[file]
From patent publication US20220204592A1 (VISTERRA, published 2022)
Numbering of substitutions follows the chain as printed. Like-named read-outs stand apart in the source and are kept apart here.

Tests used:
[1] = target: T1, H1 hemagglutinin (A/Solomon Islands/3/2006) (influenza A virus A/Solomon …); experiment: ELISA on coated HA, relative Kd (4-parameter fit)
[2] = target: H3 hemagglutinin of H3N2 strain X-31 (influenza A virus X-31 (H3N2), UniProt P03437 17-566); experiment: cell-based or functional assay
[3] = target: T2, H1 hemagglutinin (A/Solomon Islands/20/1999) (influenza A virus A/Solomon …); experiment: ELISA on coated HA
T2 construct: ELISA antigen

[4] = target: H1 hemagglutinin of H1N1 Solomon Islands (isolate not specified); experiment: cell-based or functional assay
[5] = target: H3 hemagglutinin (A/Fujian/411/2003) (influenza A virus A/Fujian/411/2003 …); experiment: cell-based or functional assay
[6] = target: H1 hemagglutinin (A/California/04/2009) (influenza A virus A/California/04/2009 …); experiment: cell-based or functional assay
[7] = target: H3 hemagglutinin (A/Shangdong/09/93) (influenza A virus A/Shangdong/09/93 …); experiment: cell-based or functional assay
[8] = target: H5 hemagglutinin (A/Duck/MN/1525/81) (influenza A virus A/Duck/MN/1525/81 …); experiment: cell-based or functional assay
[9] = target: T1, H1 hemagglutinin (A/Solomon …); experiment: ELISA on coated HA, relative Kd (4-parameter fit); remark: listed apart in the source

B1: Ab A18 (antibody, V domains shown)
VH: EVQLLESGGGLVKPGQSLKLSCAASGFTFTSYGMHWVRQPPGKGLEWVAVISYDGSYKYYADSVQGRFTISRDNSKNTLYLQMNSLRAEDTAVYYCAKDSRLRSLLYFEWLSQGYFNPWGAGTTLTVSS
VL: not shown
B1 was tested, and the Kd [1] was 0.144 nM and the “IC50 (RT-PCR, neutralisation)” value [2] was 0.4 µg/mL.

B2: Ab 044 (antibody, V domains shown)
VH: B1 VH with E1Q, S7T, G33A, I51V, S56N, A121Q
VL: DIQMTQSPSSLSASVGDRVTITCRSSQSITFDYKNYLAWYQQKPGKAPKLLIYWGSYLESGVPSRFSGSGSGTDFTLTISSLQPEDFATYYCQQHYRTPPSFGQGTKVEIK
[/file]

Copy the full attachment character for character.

From patent publication US20220204592A1 (VISTERRA, published 2022)
Numbering of substitutions follows the chain as printed. Like-named read-outs stand apart in the source and are kept apart here.

Tests used:
[1] = target: T1, H1 hemagglutinin (A/Solomon Islands/3/2006) (influenza A virus A/Solomon …); experiment: ELISA on coated HA, relative Kd (4-parameter fit)
[2] = target: H3 hemagglutinin of H3N2 strain X-31 (influenza A virus X-31 (H3N2), UniProt P03437 17-566); experiment: cell-based or functional assay
[3] = target: T2, H1 hemagglutinin (A/Solomon Islands/20/1999) (influenza A virus A/Solomon …); experiment: ELISA on coated HA
T2 construct: ELISA antigen

[4] = target: H1 hemagglutinin of H1N1 Solomon Islands (isolate not specified); experiment: cell-based or functional assay
[5] = target: H3 hemagglutinin (A/Fujian/411/2003) (influenza A virus A/Fujian/411/2003 …); experiment: cell-based or functional assay
[6] = target: H1 hemagglutinin (A/California/04/2009) (influenza A virus A/California/04/2009 …); experiment: cell-based or functional assay
[7] = target: H3 hemagglutinin (A/Shangdong/09/93) (influenza A virus A/Shangdong/09/93 …); experiment: cell-based or functional assay
[8] = target: H5 hemagglutinin (A/Duck/MN/1525/81) (influenza A virus A/Duck/MN/1525/81 …); experiment: cell-based or functional assay
[9] = target: T1, H1 hemagglutinin (A/Solomon …); experiment: ELISA on coated HA, relative Kd (4-parameter fit); remark: listed apart in the source

B1: Ab A18 (antibody, V domains shown)
VH: EVQLLESGGGLVKPGQSLKLSCAASGFTFTSYGMHWVRQPPGKGLEWVAVISYDGSYKYYADSVQGRFTISRDNSKNTLYLQMNSLRAEDTAVYYCAKDSRLRSLLYFEWLSQGYFNPWGAGTTLTVSS
VL: not shown
B1 was tested, and the Kd [1] was 0.144 nM and the “IC50 (RT-PCR, neutralisation)” value [2] was 0.4 µg/mL.

B2: Ab 044 (antibody, V domains shown)
VH: B1 VH with E1Q, S7T, G33A, I51V, S56N, A121Q
VL: DIQMTQSPSSLSASVGDRVTITCRSSQSITFDYKNYLAWYQQKPGKAPKLLIYWGSYLESGVPSRFSGSGSGTDFTLTISSLQPEDFATYYCQQHYRTPPSFGQGTKVEIK